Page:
Growing up amid noise

Born to a nomadic family in Lhari county in Nagqu in 1990, Gyantsen Norpo was recognized as the reincarnate of the late Panchen Lama on November 29, 1995.

However, pre-empting the Qing-Dynasty era lot-drawing process, the Dalai Lama announced that another boy, 6-year-old Gedhun Choekyi Nyima was the Panchen. At a press conference held in September last year in Beijing, a Tibet official claimed that Nyima is living a normal life, growing up healthily and doesn't want to be disturbed.

The People's Daily said in a 2008 report that the Dalai Lama ignored historical precedent in this case.

This hostile controversy has led to some groups refusing to recognize Norpo as the real Panchen.

However, these noisy controversies didn't affect the childhood and adolescence of Norpo, who has mastered Tibetan, English and Putonghua as well as developing a rich knowledge of Tibetan Buddhism.

Ready for mission

In recent years, it seems that the Panchen has become more and more accustomed to his role. In addition to holding religious assemblies and attending meetings inside and outside Tibet, he has also become politically active.

On February 3, 2010, the 20-year-old was elected vice president of the China Buddhist Association. Weeks later, he was elevated to China's top advisory body, becoming the youngest political advisor in China.

In May last year, he visited the CCPA&BCCCC (Chinese Catholic Patriotic Association and Bishops' Conference of the Catholic Church in China) and talked with bishops, calling them to join hands with Buddhists to better serve believers and the country. 

In March this year, he attended a religious discussion at the Boao Forum for Asia in Boao, South China's Hainan Province and shared his understanding of "goodness" and how to be a spiritual leader, and cautioned of risks the high-tech weapons pose to world peace.

At the annual two legislative sessions, he submitted proposals and addressed group discussions. In his proposal last year, he pointed out that China doesn't have enough lamas and nuns to meet the rising demand of the Tibetan Buddhist believers and suggested specific measures to expand the talent reserve, which won support from some Tibetans.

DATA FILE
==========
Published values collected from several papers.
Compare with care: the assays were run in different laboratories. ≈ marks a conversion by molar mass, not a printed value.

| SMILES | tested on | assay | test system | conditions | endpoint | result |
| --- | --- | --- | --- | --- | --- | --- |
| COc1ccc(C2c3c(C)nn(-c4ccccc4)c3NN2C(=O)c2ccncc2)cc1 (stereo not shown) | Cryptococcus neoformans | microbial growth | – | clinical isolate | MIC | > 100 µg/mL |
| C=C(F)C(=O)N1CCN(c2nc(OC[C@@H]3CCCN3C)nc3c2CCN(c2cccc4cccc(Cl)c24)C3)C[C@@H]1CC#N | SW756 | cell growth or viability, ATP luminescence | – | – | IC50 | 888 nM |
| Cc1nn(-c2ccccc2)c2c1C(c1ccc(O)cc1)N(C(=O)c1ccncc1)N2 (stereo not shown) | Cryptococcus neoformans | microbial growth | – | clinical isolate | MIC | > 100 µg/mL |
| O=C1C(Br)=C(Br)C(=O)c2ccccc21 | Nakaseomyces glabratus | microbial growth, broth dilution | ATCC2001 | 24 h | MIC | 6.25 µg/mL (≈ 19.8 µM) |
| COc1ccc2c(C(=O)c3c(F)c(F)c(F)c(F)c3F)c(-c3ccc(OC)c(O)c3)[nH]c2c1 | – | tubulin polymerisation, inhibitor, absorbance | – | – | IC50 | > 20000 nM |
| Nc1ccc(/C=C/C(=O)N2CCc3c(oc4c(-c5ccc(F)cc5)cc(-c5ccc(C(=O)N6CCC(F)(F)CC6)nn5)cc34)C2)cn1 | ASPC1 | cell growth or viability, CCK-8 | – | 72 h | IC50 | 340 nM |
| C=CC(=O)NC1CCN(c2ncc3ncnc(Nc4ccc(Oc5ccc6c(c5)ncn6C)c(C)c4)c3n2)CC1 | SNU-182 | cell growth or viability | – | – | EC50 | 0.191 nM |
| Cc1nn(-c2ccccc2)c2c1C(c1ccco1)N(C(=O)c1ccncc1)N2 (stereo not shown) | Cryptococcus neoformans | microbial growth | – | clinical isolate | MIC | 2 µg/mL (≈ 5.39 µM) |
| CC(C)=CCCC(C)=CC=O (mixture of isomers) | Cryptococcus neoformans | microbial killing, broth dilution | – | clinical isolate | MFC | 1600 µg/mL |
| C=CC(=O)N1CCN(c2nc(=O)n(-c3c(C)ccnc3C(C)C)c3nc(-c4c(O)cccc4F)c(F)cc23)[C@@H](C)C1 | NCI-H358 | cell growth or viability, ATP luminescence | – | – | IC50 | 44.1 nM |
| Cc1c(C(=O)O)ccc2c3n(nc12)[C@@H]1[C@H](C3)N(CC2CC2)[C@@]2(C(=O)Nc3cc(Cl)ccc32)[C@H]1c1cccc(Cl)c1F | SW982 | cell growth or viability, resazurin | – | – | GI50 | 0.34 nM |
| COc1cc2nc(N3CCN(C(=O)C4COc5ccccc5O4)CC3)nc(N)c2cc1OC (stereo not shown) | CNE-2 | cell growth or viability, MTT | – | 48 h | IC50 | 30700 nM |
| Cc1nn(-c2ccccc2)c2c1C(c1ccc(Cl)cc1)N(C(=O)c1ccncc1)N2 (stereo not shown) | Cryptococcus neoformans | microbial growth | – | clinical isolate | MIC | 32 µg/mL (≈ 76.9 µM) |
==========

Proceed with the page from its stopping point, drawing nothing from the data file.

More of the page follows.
Zhaluo, a Tibetologist from the Institute of Ethnology and Anthropology, the Chinese Academy of Social Sciences, believes that these activities will help expand the Panchen's influence.

"Just like political figures, religious leaders' power also come from their understanding of social affairs and contribution to the society," Zhaluo told the Global Times. "The Panchen is shifting his priority from learning to focusing on people's livelihood and Tibetan Buddhism, which will make him more influential."

Still, some observers say his influence still falls short of that of Dalai Lama and the 10th Panchen Lama. "It's not comparable as the age and experience gap is there. His knowledge and credibility will increase as time goes by," said Lian Xiangmin, an expert at the China Tibetology Research Center.

Guangdong-based businessman, Sumkyi Tashi, who studied to be a lama five years ago, believes the Panchen Lama fulfills the requirements of his role.

"Besides benevolence and knowledge, patriotism also matters a lot for an eminent lama we choose to worship," he told the Global Times.

Lian said the tulkus are also Chinese citizens and should abide by secular laws while following religious doctrines and disciplines.

Unique upbringing

"I'm sure how the Panchen was raised will set an example for the next Dalai Lama," said commentator Zhou Quan.

Official Xu Zhitao said Norpo's education and childhood were special due to the Dalai's interference and the country has gone to great lengths to ensure his education and healthy growth.

"The mode can not be duplicated. There are more than 1,000 tulkus in China. It's impossible for the country to do it to all. There is a traditional way for them to grow up."

Unlike other tulkus who are now usually educated in official Tibetan Buddhism colleges from childhood on, Norpo was privately tutored in his residence.

According to an article written by Jing Tingyao, a veteran painter with PLA General Logistics Department, about his experience visiting the Panchen Lama in 2010, the lama is protected by State Security workers and plainclothes policemen.

Xu said the government has been hands off with regards to Panchen's religious activities. "Before adulthood, mentors and abbots helped him with activity arrangement. Now, they are mainly up to him. But when he wants to attend social activities, such as visiting a school or development zone, he will negotiate with us," he said.

Wei Wei contributed to this story